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California Water Legislation


Efforts to Manage Water Stall as California Grapples with Shortages

Problems facing us in relation to overall water management again came into sharp focus recently when a plan to deal with California water legislation met problems in Sacramento. Water remains a precious commodity, an issue that is squarely on a list of every organization's sustainability plan. As efficiencies are demanded within all levels, water management takes a priority position

Of all the states within the USA, the water management problem is particularly acute within California. Booming population growth and climatic challenges have led to many attempts to pass California water legislation which could then be viewed as a model for other states.

In May 2009, the most ambitious plan ever to reform this issue in the most populous state seemed to flounder, however.

Politicians in Sacramento seek to pass California water legislation as part of a sweeping reform of overall policy. Such reform was not without cost, of course as it is estimated that $12 billion would be required to service the projects. In recessionary times and in a state faced by crippling budgetary shortfalls, these economic details were part of the overall problem.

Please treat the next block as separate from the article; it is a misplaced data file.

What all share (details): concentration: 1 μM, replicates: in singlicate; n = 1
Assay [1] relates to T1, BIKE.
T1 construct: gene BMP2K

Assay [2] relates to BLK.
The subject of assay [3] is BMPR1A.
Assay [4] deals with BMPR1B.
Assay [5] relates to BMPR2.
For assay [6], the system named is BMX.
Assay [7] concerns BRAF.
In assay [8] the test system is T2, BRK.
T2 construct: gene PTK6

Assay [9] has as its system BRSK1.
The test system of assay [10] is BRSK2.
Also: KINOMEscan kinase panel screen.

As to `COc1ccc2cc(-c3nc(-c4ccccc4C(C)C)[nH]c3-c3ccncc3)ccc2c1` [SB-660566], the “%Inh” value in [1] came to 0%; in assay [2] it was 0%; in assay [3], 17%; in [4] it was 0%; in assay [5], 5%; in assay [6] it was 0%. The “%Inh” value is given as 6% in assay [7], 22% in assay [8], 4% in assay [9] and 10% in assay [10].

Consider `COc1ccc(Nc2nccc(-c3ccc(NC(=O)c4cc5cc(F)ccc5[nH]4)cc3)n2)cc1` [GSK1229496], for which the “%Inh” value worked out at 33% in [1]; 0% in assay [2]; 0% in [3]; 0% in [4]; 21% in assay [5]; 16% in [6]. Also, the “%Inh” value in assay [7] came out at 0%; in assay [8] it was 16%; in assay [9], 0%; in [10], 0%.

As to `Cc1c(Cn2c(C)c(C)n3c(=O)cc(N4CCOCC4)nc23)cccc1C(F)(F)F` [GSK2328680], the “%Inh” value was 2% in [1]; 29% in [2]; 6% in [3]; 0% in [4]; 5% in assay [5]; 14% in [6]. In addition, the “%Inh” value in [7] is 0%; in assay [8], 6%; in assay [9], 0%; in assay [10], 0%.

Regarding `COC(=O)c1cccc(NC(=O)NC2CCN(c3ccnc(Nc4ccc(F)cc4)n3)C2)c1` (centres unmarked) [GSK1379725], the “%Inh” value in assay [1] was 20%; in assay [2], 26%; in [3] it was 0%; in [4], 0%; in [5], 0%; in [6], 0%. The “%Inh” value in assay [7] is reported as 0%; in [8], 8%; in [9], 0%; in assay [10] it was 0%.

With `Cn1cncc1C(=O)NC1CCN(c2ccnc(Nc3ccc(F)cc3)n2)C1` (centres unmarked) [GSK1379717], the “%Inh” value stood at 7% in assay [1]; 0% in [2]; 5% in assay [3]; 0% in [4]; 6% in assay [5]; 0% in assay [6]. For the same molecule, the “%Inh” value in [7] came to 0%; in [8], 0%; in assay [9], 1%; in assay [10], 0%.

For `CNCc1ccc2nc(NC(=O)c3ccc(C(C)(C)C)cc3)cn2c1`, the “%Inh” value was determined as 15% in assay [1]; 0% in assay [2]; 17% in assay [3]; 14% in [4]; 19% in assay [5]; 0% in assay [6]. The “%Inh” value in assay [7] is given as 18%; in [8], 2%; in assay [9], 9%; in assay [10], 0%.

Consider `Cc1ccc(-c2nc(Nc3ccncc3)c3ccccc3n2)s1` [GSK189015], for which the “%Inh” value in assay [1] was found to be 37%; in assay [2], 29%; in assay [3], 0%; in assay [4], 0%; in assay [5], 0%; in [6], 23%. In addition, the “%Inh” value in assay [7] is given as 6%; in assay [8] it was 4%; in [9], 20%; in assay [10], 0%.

Failing efforts to pass California water legislation point to an overall problem within the country as increasing production and a higher demand combined with projections of climate change to paint a grim picture.

As the problem of climate change itself becomes more acute and moves further within the crosshairs of society, organizations find themselves under considerable pressure to justify both their energy usage and their resource usage.

The problem of water management in general is a complex one and is impacted by the interests of consumers, politicians, business, scientists, environmentalists, economists and realists. The California water legislation stalled in part due to objections by the Sierra Club and others surrounding the impact that it would have on the delicate ecosystems of the Sacramento Delta, for example.

Water Management Policies are Not Sustainable in California

Most people are aware that a status quo situation is not sustainable, especially when it comes to California water legislation, which must be passed in some shape or form as part of a growing awareness within that state toward environmental issues.

California has long led other states of the union in environmental issues and the models have in certain instances being taken up by the Environmental Protection Agency for adoption nationwide.

The issue of water management must be addressed at corporate level and each company must take steps to ensure that it is accurately recording its commodity use as it strives to achieve sustainability. As we move forward, waste of all forms will be much less tolerated by society.

If predictions are correct, it seems that global climate change caused in large part by greenhouse gas emissions will have a net effect of raising the earth's temperature. In spite of increasing efforts to reverse this trend, it is likely that changes in weather patterns and altered rainfall rates will in turn spur a far more critical analysis of all water consumption and use habits.



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